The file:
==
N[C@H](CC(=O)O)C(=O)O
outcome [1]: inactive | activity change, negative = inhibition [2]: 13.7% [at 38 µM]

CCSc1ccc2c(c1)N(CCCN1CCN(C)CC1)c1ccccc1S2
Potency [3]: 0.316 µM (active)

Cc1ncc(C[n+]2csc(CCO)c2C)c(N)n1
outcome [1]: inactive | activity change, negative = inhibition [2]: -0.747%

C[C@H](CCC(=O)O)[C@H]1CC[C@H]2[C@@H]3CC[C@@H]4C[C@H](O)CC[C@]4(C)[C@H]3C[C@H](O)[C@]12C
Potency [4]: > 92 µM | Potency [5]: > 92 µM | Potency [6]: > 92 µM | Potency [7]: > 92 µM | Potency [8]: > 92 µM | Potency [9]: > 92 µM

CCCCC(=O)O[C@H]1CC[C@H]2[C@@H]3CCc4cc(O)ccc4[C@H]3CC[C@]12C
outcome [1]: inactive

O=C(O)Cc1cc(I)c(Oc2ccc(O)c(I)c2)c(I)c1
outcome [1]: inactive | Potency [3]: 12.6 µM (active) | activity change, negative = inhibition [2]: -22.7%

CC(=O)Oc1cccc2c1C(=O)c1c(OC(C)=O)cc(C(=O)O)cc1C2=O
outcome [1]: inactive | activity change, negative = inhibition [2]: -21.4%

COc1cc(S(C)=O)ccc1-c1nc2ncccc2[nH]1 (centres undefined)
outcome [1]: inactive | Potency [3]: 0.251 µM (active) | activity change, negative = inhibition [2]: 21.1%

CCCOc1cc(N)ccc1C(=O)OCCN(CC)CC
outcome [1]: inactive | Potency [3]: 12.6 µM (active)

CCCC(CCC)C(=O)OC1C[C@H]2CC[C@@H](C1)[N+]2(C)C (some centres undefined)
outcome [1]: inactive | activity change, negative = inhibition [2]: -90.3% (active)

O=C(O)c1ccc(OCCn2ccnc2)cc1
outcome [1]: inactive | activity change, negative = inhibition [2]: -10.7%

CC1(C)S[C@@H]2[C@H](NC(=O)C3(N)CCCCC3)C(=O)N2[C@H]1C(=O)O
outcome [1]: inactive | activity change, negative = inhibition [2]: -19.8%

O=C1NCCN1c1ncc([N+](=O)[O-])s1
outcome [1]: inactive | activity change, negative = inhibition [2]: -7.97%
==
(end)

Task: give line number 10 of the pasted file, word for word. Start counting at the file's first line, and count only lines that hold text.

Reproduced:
outcome [1]: inactive